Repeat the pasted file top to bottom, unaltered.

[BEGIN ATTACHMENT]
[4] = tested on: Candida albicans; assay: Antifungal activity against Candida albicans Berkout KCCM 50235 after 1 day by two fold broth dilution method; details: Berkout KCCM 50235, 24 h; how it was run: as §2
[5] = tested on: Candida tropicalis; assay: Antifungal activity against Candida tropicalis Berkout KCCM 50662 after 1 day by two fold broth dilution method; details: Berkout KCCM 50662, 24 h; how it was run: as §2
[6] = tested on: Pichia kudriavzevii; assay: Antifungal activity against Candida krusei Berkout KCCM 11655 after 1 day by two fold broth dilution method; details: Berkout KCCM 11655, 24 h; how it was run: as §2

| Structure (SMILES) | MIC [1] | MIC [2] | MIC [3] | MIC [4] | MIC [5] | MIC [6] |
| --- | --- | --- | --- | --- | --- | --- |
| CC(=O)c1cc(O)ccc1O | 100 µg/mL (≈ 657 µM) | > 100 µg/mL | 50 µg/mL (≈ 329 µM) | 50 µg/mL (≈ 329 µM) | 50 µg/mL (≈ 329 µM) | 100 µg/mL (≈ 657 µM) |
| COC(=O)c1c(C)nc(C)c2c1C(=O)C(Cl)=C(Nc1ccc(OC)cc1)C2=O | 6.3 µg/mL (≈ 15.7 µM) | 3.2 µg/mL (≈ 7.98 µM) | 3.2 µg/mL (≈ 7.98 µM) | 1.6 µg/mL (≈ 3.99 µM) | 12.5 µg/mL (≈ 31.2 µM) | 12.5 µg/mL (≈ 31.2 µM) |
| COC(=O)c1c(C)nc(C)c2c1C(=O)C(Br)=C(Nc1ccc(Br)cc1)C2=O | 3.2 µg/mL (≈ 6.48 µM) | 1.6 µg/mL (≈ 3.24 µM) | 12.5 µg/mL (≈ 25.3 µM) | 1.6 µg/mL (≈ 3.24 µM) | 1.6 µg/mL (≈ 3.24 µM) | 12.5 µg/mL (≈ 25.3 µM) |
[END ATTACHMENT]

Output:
[4] = tested on: Candida albicans; assay: Antifungal activity against Candida albicans Berkout KCCM 50235 after 1 day by two fold broth dilution method; details: Berkout KCCM 50235, 24 h; how it was run: as §2
[5] = tested on: Candida tropicalis; assay: Antifungal activity against Candida tropicalis Berkout KCCM 50662 after 1 day by two fold broth dilution method; details: Berkout KCCM 50662, 24 h; how it was run: as §2
[6] = tested on: Pichia kudriavzevii; assay: Antifungal activity against Candida krusei Berkout KCCM 11655 after 1 day by two fold broth dilution method; details: Berkout KCCM 11655, 24 h; how it was run: as §2

| Structure (SMILES) | MIC [1] | MIC [2] | MIC [3] | MIC [4] | MIC [5] | MIC [6] |
| --- | --- | --- | --- | --- | --- | --- |
| CC(=O)c1cc(O)ccc1O | 100 µg/mL (≈ 657 µM) | > 100 µg/mL | 50 µg/mL (≈ 329 µM) | 50 µg/mL (≈ 329 µM) | 50 µg/mL (≈ 329 µM) | 100 µg/mL (≈ 657 µM) |
| COC(=O)c1c(C)nc(C)c2c1C(=O)C(Cl)=C(Nc1ccc(OC)cc1)C2=O | 6.3 µg/mL (≈ 15.7 µM) | 3.2 µg/mL (≈ 7.98 µM) | 3.2 µg/mL (≈ 7.98 µM) | 1.6 µg/mL (≈ 3.99 µM) | 12.5 µg/mL (≈ 31.2 µM) | 12.5 µg/mL (≈ 31.2 µM) |
| COC(=O)c1c(C)nc(C)c2c1C(=O)C(Br)=C(Nc1ccc(Br)cc1)C2=O | 3.2 µg/mL (≈ 6.48 µM) | 1.6 µg/mL (≈ 3.24 µM) | 12.5 µg/mL (≈ 25.3 µM) | 1.6 µg/mL (≈ 3.24 µM) | 1.6 µg/mL (≈ 3.24 µM) | 12.5 µg/mL (≈ 25.3 µM) |